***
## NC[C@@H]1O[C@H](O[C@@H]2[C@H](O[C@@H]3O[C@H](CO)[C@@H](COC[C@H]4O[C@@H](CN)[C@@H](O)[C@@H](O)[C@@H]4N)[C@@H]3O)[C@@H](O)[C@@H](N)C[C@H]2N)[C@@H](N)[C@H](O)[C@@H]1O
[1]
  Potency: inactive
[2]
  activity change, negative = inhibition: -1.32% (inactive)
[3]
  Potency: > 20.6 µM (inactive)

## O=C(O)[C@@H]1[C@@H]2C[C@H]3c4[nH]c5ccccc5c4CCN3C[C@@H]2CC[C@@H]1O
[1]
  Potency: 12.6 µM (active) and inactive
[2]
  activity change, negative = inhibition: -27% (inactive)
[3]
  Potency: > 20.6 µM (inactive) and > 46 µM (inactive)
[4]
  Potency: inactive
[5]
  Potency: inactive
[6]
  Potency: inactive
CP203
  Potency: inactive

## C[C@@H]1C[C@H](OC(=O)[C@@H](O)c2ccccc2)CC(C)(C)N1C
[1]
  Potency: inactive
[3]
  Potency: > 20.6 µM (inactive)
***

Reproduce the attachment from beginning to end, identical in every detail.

## NC[C@@H]1O[C@H](O[C@@H]2[C@H](O[C@@H]3O[C@H](CO)[C@@H](COC[C@H]4O[C@@H](CN)[C@@H](O)[C@@H](O)[C@@H]4N)[C@@H]3O)[C@@H](O)[C@@H](N)C[C@H]2N)[C@@H](N)[C@H](O)[C@@H]1O
[1]
  Potency: inactive
[2]
  activity change, negative = inhibition: -1.32% (inactive)
[3]
  Potency: > 20.6 µM (inactive)

## O=C(O)[C@@H]1[C@@H]2C[C@H]3c4[nH]c5ccccc5c4CCN3C[C@@H]2CC[C@@H]1O
[1]
  Potency: 12.6 µM (active) and inactive
[2]
  activity change, negative = inhibition: -27% (inactive)
[3]
  Potency: > 20.6 µM (inactive) and > 46 µM (inactive)
[4]
  Potency: inactive
[5]
  Potency: inactive
[6]
  Potency: inactive
CP203
  Potency: inactive

## C[C@@H]1C[C@H](OC(=O)[C@@H](O)c2ccccc2)CC(C)(C)N1C
[1]
  Potency: inactive
[3]
  Potency: > 20.6 µM (inactive)